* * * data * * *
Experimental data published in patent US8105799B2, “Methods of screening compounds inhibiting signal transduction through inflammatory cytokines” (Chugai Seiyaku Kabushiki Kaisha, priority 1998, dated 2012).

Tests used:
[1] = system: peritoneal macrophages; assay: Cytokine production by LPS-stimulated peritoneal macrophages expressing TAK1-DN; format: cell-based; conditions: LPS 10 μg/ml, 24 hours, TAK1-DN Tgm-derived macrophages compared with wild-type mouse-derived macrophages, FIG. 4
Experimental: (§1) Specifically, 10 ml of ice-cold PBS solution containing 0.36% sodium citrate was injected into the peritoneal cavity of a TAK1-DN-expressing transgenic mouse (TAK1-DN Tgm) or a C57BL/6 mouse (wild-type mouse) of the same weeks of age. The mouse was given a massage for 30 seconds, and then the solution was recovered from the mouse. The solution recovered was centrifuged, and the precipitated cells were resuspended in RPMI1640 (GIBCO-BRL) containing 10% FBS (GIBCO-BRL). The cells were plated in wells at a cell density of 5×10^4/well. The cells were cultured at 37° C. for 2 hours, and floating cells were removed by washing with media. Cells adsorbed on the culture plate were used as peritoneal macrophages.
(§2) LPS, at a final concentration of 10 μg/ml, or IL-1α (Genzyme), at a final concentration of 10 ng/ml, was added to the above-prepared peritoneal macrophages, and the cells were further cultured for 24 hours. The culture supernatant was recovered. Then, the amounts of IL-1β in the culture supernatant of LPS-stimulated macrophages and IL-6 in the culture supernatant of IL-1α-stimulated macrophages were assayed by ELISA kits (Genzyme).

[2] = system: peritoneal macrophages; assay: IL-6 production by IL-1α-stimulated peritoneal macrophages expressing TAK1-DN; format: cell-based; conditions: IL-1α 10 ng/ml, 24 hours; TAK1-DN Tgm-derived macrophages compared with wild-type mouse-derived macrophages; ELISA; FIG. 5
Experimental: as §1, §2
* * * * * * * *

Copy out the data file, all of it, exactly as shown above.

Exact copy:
Experimental data published in patent US8105799B2, “Methods of screening compounds inhibiting signal transduction through inflammatory cytokines” (Chugai Seiyaku Kabushiki Kaisha, priority 1998, dated 2012).

Tests used:
[1] = system: peritoneal macrophages; assay: Cytokine production by LPS-stimulated peritoneal macrophages expressing TAK1-DN; format: cell-based; conditions: LPS 10 μg/ml, 24 hours, TAK1-DN Tgm-derived macrophages compared with wild-type mouse-derived macrophages, FIG. 4
Experimental: (§1) Specifically, 10 ml of ice-cold PBS solution containing 0.36% sodium citrate was injected into the peritoneal cavity of a TAK1-DN-expressing transgenic mouse (TAK1-DN Tgm) or a C57BL/6 mouse (wild-type mouse) of the same weeks of age. The mouse was given a massage for 30 seconds, and then the solution was recovered from the mouse. The solution recovered was centrifuged, and the precipitated cells were resuspended in RPMI1640 (GIBCO-BRL) containing 10% FBS (GIBCO-BRL). The cells were plated in wells at a cell density of 5×10^4/well. The cells were cultured at 37° C. for 2 hours, and floating cells were removed by washing with media. Cells adsorbed on the culture plate were used as peritoneal macrophages.
(§2) LPS, at a final concentration of 10 μg/ml, or IL-1α (Genzyme), at a final concentration of 10 ng/ml, was added to the above-prepared peritoneal macrophages, and the cells were further cultured for 24 hours. The culture supernatant was recovered. Then, the amounts of IL-1β in the culture supernatant of LPS-stimulated macrophages and IL-6 in the culture supernatant of IL-1α-stimulated macrophages were assayed by ELISA kits (Genzyme).

[2] = system: peritoneal macrophages; assay: IL-6 production by IL-1α-stimulated peritoneal macrophages expressing TAK1-DN; format: cell-based; conditions: IL-1α 10 ng/ml, 24 hours; TAK1-DN Tgm-derived macrophages compared with wild-type mouse-derived macrophages; ELISA; FIG. 5
Experimental: as §1, §2